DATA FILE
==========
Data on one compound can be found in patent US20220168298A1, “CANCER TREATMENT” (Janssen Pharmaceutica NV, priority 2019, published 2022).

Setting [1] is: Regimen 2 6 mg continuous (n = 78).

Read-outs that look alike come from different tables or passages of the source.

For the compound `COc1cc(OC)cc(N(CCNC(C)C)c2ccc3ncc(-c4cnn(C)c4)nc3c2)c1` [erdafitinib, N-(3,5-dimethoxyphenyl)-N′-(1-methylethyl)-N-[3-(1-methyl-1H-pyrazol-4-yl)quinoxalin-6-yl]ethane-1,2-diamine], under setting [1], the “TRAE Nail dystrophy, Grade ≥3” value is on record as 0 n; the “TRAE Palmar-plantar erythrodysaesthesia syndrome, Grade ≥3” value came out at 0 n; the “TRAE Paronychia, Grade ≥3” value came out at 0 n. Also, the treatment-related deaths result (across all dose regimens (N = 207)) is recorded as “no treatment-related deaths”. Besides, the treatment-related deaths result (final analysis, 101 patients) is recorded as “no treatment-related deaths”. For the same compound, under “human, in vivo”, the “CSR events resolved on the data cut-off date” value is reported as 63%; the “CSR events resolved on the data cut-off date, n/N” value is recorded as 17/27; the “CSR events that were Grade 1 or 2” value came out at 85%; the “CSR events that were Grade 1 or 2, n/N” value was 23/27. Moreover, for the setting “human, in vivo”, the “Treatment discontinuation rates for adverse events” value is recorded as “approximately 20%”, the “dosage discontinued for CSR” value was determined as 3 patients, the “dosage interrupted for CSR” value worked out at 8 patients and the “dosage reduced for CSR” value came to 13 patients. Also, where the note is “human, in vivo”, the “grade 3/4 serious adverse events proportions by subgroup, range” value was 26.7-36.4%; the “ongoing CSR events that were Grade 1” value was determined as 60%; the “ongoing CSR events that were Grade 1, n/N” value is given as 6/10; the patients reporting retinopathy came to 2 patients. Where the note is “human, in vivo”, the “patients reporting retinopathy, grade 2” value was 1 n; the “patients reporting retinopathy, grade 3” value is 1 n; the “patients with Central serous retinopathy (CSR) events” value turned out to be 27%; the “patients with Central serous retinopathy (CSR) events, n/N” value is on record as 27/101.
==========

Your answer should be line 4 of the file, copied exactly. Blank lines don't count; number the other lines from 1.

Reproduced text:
For the compound `COc1cc(OC)cc(N(CCNC(C)C)c2ccc3ncc(-c4cnn(C)c4)nc3c2)c1` [erdafitinib, N-(3,5-dimethoxyphenyl)-N′-(1-methylethyl)-N-[3-(1-methyl-1H-pyrazol-4-yl)quinoxalin-6-yl]ethane-1,2-diamine], under setting [1], the “TRAE Nail dystrophy, Grade ≥3” value is on record as 0 n; the “TRAE Palmar-plantar erythrodysaesthesia syndrome, Grade ≥3” value came out at 0 n; the “TRAE Paronychia, Grade ≥3” value came out at 0 n. Also, the treatment-related deaths result (across all dose regimens (N = 207)) is recorded as “no treatment-related deaths”. Besides, the treatment-related deaths result (final analysis, 101 patients) is recorded as “no treatment-related deaths”. For the same compound, under “human, in vivo”, the “CSR events resolved on the data cut-off date” value is reported as 63%; the “CSR events resolved on the data cut-off date, n/N” value is recorded as 17/27; the “CSR events that were Grade 1 or 2” value came out at 85%; the “CSR events that were Grade 1 or 2, n/N” value was 23/27. Moreover, for the setting “human, in vivo”, the “Treatment discontinuation rates for adverse events” value is recorded as “approximately 20%”, the “dosage discontinued for CSR” value was determined as 3 patients, the “dosage interrupted for CSR” value worked out at 8 patients and the “dosage reduced for CSR” value came to 13 patients. Also, where the note is “human, in vivo”, the “grade 3/4 serious adverse events proportions by subgroup, range” value was 26.7-36.4%; the “ongoing CSR events that were Grade 1” value was determined as 60%; the “ongoing CSR events that were Grade 1, n/N” value is given as 6/10; the patients reporting retinopathy came to 2 patients. Where the note is “human, in vivo”, the “patients reporting retinopathy, grade 2” value was 1 n; the “patients reporting retinopathy, grade 3” value is 1 n; the “patients with Central serous retinopathy (CSR) events” value turned out to be 27%; the “patients with Central serous retinopathy (CSR) events, n/N” value is on record as 27/101.